The U.S. is quickly becoming an open-shop country. A majority of states now have “right-to-work” laws, and the Supreme Court’s decision in Janus v. AFSCME is likely to make right to work the law of the land in the public sector. Many unions are bracing for an immediate exodus of dues- and fee-payers.
In a right-to-work setting, workers have the option to be free riders, receiving the benefits of unionization without paying membership dues or fees. Yet the duty of fair representation requires the union to represent everyone in the bargaining unit, even non-members. This duty arises from a union being the exclusive representative of a group of workers—no other union or organization can speak for them.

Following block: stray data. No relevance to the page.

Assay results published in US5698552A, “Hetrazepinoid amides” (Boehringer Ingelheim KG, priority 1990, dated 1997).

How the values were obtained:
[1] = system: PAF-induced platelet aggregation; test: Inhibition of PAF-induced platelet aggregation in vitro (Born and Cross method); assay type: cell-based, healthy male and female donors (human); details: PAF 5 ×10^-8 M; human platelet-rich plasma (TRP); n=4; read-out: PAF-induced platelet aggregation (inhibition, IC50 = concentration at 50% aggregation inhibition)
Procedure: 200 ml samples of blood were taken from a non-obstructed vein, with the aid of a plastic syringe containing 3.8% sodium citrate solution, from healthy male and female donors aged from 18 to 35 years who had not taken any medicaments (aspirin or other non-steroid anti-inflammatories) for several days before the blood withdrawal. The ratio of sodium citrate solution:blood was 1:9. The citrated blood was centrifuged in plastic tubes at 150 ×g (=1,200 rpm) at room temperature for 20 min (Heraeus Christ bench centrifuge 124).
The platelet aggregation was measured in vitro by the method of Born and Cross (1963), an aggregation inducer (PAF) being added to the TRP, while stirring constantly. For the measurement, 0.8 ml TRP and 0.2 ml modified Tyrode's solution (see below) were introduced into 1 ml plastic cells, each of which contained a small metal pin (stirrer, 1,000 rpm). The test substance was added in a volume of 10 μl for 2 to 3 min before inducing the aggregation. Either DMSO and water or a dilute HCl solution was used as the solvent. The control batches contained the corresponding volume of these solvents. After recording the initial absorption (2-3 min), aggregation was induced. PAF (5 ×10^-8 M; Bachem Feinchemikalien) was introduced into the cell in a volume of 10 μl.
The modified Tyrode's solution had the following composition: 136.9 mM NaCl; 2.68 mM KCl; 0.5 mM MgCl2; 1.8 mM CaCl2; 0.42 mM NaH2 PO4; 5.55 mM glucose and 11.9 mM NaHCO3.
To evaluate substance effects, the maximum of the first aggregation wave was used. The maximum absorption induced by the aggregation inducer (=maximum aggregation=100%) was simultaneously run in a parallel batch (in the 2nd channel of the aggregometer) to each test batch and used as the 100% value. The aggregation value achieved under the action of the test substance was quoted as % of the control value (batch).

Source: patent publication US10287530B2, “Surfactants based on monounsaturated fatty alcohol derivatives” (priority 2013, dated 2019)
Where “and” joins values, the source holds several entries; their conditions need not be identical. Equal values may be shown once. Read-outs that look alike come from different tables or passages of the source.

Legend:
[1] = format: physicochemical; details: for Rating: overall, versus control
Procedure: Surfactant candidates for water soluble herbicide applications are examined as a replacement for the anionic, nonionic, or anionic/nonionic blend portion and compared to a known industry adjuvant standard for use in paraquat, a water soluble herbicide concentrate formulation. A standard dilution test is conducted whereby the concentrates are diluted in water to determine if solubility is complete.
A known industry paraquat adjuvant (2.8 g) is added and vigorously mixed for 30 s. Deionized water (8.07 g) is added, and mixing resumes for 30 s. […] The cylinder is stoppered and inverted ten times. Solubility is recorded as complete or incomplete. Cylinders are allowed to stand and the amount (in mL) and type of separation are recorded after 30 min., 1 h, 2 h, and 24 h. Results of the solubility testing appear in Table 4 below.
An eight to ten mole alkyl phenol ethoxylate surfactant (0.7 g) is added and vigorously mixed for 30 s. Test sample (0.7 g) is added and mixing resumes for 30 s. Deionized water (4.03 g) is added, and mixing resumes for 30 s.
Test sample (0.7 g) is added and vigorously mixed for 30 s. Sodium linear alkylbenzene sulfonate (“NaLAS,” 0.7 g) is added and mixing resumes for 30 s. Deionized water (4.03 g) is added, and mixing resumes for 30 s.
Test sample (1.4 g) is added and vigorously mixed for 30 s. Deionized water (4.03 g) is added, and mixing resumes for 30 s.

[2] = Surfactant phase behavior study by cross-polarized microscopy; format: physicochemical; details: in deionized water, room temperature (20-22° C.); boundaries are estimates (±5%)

Those are the rules in the private sector, anyway. In the public sector, certain states already allow some form of “members-only unions.” In Florida, for instance, public sector unions are not obliged to represent non-members in grievances. The same is true for teacher unions in Tennessee, where multiple organizations compete to represent teachers in the same workplace.
The anticipated Janus decision has sparked a debate. Should public sector unions try to get “members-only” laws passed? Where such laws are in place, should unions really stop representing non-members?
These questions aren’t hypothetical. In April, New York state passed a law, backed by the AFL-CIO, that public sector unions no longer have to provide representation to non-members in disciplinary hearings, grievances, or arbitrations.
Meanwhile national anti-union groups are promoting a similar idea for their own reasons.
Below are links to several perspectives Labor Notes readers sent in. Want to join in the debate? Email us at editors[at]labornotes[dot]org.